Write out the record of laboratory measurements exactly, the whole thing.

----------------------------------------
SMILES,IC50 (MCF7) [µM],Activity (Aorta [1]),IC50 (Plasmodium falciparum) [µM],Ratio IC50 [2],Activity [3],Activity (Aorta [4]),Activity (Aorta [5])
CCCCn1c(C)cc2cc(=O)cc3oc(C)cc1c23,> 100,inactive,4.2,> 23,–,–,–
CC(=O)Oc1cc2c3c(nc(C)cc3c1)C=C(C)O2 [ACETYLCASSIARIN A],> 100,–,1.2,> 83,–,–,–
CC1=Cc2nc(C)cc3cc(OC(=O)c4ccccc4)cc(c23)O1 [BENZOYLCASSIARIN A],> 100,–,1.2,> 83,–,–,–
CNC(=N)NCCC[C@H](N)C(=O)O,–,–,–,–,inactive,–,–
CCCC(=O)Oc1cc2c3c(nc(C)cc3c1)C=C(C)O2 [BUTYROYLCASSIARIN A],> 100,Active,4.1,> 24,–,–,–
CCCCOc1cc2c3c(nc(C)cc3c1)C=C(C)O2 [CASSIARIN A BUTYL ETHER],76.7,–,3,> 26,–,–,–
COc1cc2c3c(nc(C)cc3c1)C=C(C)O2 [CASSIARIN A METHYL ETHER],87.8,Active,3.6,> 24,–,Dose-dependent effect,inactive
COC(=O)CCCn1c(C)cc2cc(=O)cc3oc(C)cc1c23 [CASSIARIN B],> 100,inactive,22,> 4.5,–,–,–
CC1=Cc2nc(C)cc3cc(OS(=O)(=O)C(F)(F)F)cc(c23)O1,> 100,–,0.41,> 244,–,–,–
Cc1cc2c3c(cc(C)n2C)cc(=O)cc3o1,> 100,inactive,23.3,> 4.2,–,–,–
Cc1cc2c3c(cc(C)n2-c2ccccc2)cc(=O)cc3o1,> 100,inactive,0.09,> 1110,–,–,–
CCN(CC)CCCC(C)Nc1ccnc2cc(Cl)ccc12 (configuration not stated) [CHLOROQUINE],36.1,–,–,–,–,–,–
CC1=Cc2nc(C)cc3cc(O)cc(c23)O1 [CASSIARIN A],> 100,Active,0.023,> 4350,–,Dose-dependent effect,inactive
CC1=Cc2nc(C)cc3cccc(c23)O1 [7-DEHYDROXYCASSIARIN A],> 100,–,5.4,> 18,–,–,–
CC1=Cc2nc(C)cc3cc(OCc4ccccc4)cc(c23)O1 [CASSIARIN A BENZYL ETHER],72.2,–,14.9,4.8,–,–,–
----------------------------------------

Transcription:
SMILES,IC50 (MCF7) [µM],Activity (Aorta [1]),IC50 (Plasmodium falciparum) [µM],Ratio IC50 [2],Activity [3],Activity (Aorta [4]),Activity (Aorta [5])
CCCCn1c(C)cc2cc(=O)cc3oc(C)cc1c23,> 100,inactive,4.2,> 23,–,–,–
CC(=O)Oc1cc2c3c(nc(C)cc3c1)C=C(C)O2 [ACETYLCASSIARIN A],> 100,–,1.2,> 83,–,–,–
CC1=Cc2nc(C)cc3cc(OC(=O)c4ccccc4)cc(c23)O1 [BENZOYLCASSIARIN A],> 100,–,1.2,> 83,–,–,–
CNC(=N)NCCC[C@H](N)C(=O)O,–,–,–,–,inactive,–,–
CCCC(=O)Oc1cc2c3c(nc(C)cc3c1)C=C(C)O2 [BUTYROYLCASSIARIN A],> 100,Active,4.1,> 24,–,–,–
CCCCOc1cc2c3c(nc(C)cc3c1)C=C(C)O2 [CASSIARIN A BUTYL ETHER],76.7,–,3,> 26,–,–,–
COc1cc2c3c(nc(C)cc3c1)C=C(C)O2 [CASSIARIN A METHYL ETHER],87.8,Active,3.6,> 24,–,Dose-dependent effect,inactive
COC(=O)CCCn1c(C)cc2cc(=O)cc3oc(C)cc1c23 [CASSIARIN B],> 100,inactive,22,> 4.5,–,–,–
CC1=Cc2nc(C)cc3cc(OS(=O)(=O)C(F)(F)F)cc(c23)O1,> 100,–,0.41,> 244,–,–,–
Cc1cc2c3c(cc(C)n2C)cc(=O)cc3o1,> 100,inactive,23.3,> 4.2,–,–,–
Cc1cc2c3c(cc(C)n2-c2ccccc2)cc(=O)cc3o1,> 100,inactive,0.09,> 1110,–,–,–
CCN(CC)CCCC(C)Nc1ccnc2cc(Cl)ccc12 (configuration not stated) [CHLOROQUINE],36.1,–,–,–,–,–,–
CC1=Cc2nc(C)cc3cc(O)cc(c23)O1 [CASSIARIN A],> 100,Active,0.023,> 4350,–,Dose-dependent effect,inactive
CC1=Cc2nc(C)cc3cccc(c23)O1 [7-DEHYDROXYCASSIARIN A],> 100,–,5.4,> 18,–,–,–
CC1=Cc2nc(C)cc3cc(OCc4ccccc4)cc(c23)O1 [CASSIARIN A BENZYL ETHER],72.2,–,14.9,4.8,–,–,–